Fernando Reimers is the Ford Foundation Professor of the Practice of International Education and Director of the Global Education Innovation Initiative at Harvard University. He is an elected member of the US National Academy of Education and of the International Academy of Education. An expert in the field of Global Education, his research and teaching focus on understanding how to educate children and youth so they can thrive in the 21st century. He was a member of UNESCOs Commission on the Futures of Education which wrote the report Reimagining Our Futures Together. A New Social Contract for Education. He has developed curriculum aligned with the United Nations Sustainable Development Goals which is in use in many schools throughout the world. During the COVID-19 pandemic he led numerous comparative studies examining the educational consequences of the pandemic and identifying options to sustain educational opportunity and to build back better.
In the graduate courses he teaches at Harvard on education policy and educational innovation he has developed signature approaches to engage students to contribute solutions to challenging education issues. Most recently, these approaches have included the design of strategies to sustain educational opportunity during the pandemic and developing country specific strategies to improve education aligned with UNESCO’s Futures of Education Report.
His current work focuses on educational innovation and on the impact of education policy, leadership, and teacher professional development on education that supports the holistic development of children and youth. He directs the Global Education Innovation Initiative, a cross-country research and practice collaborative focusing on education for the 21st century. He has written or edited 50 academic books, of which the most recent include: Educating Students to Improve the World, a theory of how to align education systems with the United Nations Sustainable Development Goals, Education to Build Back Better, a comparative study of how we can use lessons from large scale education reform; Primary and Secondary Education during COVID-19, a comparative study on the educational impact of COVID-19; and University and School Collaborations during a Pandemic, a comparative study of the way in which universities in 20 countries partnered with schools to sustain educational opportunity during the pandemic.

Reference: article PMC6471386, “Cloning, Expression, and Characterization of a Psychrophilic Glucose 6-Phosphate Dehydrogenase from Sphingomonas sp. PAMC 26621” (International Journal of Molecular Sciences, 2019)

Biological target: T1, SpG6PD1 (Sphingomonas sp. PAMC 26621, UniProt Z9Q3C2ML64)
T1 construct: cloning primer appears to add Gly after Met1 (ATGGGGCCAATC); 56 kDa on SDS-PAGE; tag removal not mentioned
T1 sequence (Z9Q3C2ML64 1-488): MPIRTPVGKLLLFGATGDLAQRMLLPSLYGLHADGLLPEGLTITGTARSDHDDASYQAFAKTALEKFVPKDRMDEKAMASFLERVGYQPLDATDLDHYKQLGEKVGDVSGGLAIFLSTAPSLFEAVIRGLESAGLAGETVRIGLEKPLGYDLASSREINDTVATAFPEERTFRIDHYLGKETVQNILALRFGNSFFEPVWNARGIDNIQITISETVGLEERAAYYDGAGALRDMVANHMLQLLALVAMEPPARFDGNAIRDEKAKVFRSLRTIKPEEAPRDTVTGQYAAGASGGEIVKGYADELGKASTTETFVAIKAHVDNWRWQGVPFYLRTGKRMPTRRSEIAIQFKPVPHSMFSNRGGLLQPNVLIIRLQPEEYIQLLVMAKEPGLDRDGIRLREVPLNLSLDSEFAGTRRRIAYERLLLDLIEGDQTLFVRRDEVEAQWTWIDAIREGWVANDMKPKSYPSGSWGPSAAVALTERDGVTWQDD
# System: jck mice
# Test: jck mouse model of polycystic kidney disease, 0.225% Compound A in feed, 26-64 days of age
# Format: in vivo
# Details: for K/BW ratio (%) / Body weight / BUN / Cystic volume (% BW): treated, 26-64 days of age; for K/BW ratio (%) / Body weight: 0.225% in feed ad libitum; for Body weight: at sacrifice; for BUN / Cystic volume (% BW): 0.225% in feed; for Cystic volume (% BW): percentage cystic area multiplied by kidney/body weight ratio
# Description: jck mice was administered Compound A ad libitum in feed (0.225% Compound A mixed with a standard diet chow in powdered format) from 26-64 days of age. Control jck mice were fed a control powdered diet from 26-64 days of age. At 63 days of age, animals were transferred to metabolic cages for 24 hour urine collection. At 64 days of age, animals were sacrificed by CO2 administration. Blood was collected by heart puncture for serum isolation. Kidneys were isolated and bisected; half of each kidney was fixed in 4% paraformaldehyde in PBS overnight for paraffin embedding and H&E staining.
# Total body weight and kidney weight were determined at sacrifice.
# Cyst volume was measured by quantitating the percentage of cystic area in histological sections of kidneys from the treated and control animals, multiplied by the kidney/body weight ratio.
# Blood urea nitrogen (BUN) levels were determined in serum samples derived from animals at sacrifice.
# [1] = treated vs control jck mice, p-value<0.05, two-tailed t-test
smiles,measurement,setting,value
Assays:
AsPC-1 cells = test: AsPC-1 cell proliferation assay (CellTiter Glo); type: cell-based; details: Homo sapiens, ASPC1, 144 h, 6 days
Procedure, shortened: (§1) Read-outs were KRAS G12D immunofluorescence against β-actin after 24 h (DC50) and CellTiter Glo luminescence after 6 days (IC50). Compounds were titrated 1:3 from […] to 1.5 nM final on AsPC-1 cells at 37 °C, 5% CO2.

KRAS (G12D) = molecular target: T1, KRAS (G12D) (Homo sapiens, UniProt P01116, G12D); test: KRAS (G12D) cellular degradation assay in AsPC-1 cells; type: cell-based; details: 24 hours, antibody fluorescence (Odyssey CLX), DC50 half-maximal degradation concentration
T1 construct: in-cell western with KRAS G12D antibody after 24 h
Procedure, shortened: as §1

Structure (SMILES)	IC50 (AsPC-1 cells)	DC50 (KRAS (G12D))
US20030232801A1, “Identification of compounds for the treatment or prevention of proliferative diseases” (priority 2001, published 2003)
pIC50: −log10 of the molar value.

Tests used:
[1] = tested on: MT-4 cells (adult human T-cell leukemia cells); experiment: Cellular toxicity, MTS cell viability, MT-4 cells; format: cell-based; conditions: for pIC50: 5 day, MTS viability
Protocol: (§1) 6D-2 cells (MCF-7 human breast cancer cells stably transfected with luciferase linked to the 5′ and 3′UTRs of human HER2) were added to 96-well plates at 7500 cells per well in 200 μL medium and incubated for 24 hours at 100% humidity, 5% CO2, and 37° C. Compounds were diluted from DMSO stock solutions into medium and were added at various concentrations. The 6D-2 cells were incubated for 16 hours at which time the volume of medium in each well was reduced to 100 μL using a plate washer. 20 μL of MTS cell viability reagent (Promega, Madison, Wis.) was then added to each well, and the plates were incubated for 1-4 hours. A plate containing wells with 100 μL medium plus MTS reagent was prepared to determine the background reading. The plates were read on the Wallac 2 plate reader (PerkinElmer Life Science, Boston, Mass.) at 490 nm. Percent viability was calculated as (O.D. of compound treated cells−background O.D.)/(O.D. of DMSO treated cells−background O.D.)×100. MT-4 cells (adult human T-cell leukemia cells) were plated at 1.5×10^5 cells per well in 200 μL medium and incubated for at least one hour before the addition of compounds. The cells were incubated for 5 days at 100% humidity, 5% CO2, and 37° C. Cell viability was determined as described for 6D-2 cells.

As part of his commitment to advancing educational opportunity, he serves on multiple advisory boards and committees at Harvard, particularly focused in advancing the global mission of the University and enhancing the effectiveness of the university’s programs to address climate change. He has served on the Harvard faculty since 1998. Before that he worked at the Universidad Central de Venezuela, the Harvard Institute for International Development and the World Bank.
The Salata Institute
The Salata Institute supports interdisciplinary research that leads to real-world action, including high-risk/high-reward projects by researchers already working in the climate area and new endeavors that make it easier for Harvard scholars, who have not worked on climate problems, to do so. Faculty interested in the Climate Research Clusters program should note an upcoming deadline for concepts on April 1, 2024.